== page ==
Making Uncommon Sense

Today’s must read comes from Uncommon Sense, the blog of Babalu contributor Marc Masferrer. It’s about a subject that is very near to my heart: Oscar Elias Biscet. I think the plight of this man and what he represents (and could represent to freedom-loving people if they knew about him) to the fight for Cuban freedom has gotten short shrift from the international media.

When Brian Williams and NBC News was recently down in Cuba they didn’t mention Biscet. Do you think they would have gone to South Africa in the 80s and not mentioned Mandela? Marc also dissects the problem in getting the message out there but he rightly points out that the information is there if the MSM only chose to do something with it.

Go read and learn.

8 thoughts on “Making Uncommon Sense”

  1. I did not know about the Biscet presidential nomination – we can really make a stink with this – Biscet for Cuba’s president? Why not?
    I will post this up on the website and blog tonite!



  2. I’m not a poet but here goes.
    Tough Bohio
    There is nothing revolutionary about a single party system.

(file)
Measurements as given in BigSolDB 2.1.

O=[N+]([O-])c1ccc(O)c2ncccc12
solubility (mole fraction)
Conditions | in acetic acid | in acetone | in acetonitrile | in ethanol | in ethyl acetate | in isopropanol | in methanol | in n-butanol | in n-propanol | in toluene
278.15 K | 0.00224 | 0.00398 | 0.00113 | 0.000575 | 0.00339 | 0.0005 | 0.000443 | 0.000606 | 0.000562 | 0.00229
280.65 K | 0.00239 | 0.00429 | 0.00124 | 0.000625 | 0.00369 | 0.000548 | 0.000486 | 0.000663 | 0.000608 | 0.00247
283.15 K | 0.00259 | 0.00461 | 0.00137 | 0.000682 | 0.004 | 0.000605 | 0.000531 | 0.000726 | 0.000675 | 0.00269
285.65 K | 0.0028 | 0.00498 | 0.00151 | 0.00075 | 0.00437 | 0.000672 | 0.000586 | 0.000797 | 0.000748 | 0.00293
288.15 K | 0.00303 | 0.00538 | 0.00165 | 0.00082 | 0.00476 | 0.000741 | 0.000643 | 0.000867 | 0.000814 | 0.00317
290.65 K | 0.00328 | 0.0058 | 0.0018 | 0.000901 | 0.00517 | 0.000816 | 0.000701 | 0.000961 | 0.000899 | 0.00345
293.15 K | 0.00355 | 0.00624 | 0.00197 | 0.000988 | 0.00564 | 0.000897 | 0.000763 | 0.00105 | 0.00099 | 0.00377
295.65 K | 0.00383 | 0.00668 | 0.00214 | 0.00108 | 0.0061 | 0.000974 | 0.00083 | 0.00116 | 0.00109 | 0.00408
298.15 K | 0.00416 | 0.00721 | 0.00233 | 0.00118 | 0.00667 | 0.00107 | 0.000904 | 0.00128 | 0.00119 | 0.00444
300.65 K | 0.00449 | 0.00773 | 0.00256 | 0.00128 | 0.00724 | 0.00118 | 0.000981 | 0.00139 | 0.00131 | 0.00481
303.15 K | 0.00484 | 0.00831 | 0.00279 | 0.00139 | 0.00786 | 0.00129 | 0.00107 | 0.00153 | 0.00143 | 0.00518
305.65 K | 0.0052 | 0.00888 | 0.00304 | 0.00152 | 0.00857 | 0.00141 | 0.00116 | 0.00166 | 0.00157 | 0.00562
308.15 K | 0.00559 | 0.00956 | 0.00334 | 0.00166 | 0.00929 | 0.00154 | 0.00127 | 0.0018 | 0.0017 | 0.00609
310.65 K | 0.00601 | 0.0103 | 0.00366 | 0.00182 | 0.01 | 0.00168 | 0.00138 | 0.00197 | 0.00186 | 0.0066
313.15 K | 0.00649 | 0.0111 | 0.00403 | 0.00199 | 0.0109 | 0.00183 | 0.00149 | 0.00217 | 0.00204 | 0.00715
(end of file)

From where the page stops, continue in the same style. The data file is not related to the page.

There is nothing revolutionary about controlling a population with terror or neighborhood snitches keeping files on everyone on the block.
    There is nothing revolutionary about ration cards for 50 years.
    There is nothing revolutionary about denying a child a glass of milk.
    There is nothing revolutionary about putting honest critics in jail for 20 and 30 years.
    There is nothing revolutionary about drowning people who want a better life.
    There is nothing revolutionary about a muzzled press and state controlled media.
    Revolutionary is free choice.
    Revolutionary is free association.
    Revolutionary is free ideas about how and where to live.
    Freedom is doing unto others as you would have them do unto you.
    Victor Hadaway

  3. And yet, against all reason, decency and righteousness, you NEVER hear a word in defense of Biscet from the likes of Belafonte, Glover, Rangel, Maxine Waters, “Pastors for Peace,” the Congressional Black Caucus, Jesse Jackson, and on and on and on. Can you spell HYPOCRISY and BIAS and BAD FAITH? I can. So how can I possibly take any of these supposed do-gooders and “concerned” types seriously? I can’t, because they have simply NO credibility.

  4. Kenko:

    This is very good. I think you could expand and refine this idea into something great.

    It reads to me like an honest Guillen (although that would be the greatest oxymoron in history).

  5. I just put up a post on Biscet 2008, over at blogforcuba. La Contra Revolución also has a great post.

Comments are closed.